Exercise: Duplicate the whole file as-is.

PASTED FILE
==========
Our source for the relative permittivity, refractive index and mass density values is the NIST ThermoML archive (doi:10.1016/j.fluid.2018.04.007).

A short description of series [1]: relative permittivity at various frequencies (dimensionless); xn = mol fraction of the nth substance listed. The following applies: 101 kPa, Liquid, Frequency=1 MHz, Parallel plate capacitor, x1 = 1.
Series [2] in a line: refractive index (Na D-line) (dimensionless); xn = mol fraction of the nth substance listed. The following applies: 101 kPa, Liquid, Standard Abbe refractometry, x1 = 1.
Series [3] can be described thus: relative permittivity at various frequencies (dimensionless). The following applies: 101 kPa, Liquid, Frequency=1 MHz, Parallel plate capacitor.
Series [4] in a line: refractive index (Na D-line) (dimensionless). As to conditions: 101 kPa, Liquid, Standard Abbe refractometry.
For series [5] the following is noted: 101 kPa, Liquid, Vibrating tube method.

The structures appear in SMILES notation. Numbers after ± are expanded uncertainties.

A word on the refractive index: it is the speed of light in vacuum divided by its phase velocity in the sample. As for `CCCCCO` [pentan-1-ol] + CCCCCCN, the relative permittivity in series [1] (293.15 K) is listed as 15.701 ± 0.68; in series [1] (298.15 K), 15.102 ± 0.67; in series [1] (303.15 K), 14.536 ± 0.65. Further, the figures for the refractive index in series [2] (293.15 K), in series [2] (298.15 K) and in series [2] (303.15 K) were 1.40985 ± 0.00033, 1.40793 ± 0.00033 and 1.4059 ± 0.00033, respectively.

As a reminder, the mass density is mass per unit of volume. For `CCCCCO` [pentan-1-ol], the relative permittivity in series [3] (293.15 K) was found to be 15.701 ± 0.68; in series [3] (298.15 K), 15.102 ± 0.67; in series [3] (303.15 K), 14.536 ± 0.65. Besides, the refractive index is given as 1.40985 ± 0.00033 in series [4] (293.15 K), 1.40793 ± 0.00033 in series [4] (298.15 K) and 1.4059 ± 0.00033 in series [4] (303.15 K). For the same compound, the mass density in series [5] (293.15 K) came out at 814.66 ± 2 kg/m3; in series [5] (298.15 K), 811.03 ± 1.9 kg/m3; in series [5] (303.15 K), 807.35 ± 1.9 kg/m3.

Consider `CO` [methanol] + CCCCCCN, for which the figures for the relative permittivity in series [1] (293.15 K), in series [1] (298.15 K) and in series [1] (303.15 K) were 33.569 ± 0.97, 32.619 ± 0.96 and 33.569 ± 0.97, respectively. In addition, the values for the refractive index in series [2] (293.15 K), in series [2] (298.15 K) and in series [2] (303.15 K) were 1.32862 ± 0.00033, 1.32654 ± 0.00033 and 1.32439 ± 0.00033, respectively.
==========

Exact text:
Our source for the relative permittivity, refractive index and mass density values is the NIST ThermoML archive (doi:10.1016/j.fluid.2018.04.007).

A short description of series [1]: relative permittivity at various frequencies (dimensionless); xn = mol fraction of the nth substance listed. The following applies: 101 kPa, Liquid, Frequency=1 MHz, Parallel plate capacitor, x1 = 1.
Series [2] in a line: refractive index (Na D-line) (dimensionless); xn = mol fraction of the nth substance listed. The following applies: 101 kPa, Liquid, Standard Abbe refractometry, x1 = 1.
Series [3] can be described thus: relative permittivity at various frequencies (dimensionless). The following applies: 101 kPa, Liquid, Frequency=1 MHz, Parallel plate capacitor.
Series [4] in a line: refractive index (Na D-line) (dimensionless). As to conditions: 101 kPa, Liquid, Standard Abbe refractometry.
For series [5] the following is noted: 101 kPa, Liquid, Vibrating tube method.

The structures appear in SMILES notation. Numbers after ± are expanded uncertainties.

A word on the refractive index: it is the speed of light in vacuum divided by its phase velocity in the sample. As for `CCCCCO` [pentan-1-ol] + CCCCCCN, the relative permittivity in series [1] (293.15 K) is listed as 15.701 ± 0.68; in series [1] (298.15 K), 15.102 ± 0.67; in series [1] (303.15 K), 14.536 ± 0.65. Further, the figures for the refractive index in series [2] (293.15 K), in series [2] (298.15 K) and in series [2] (303.15 K) were 1.40985 ± 0.00033, 1.40793 ± 0.00033 and 1.4059 ± 0.00033, respectively.

As a reminder, the mass density is mass per unit of volume. For `CCCCCO` [pentan-1-ol], the relative permittivity in series [3] (293.15 K) was found to be 15.701 ± 0.68; in series [3] (298.15 K), 15.102 ± 0.67; in series [3] (303.15 K), 14.536 ± 0.65. Besides, the refractive index is given as 1.40985 ± 0.00033 in series [4] (293.15 K), 1.40793 ± 0.00033 in series [4] (298.15 K) and 1.4059 ± 0.00033 in series [4] (303.15 K). For the same compound, the mass density in series [5] (293.15 K) came out at 814.66 ± 2 kg/m3; in series [5] (298.15 K), 811.03 ± 1.9 kg/m3; in series [5] (303.15 K), 807.35 ± 1.9 kg/m3.

Consider `CO` [methanol] + CCCCCCN, for which the figures for the relative permittivity in series [1] (293.15 K), in series [1] (298.15 K) and in series [1] (303.15 K) were 33.569 ± 0.97, 32.619 ± 0.96 and 33.569 ± 0.97, respectively. In addition, the values for the refractive index in series [2] (293.15 K), in series [2] (298.15 K) and in series [2] (303.15 K) were 1.32862 ± 0.00033, 1.32654 ± 0.00033 and 1.32439 ± 0.00033, respectively.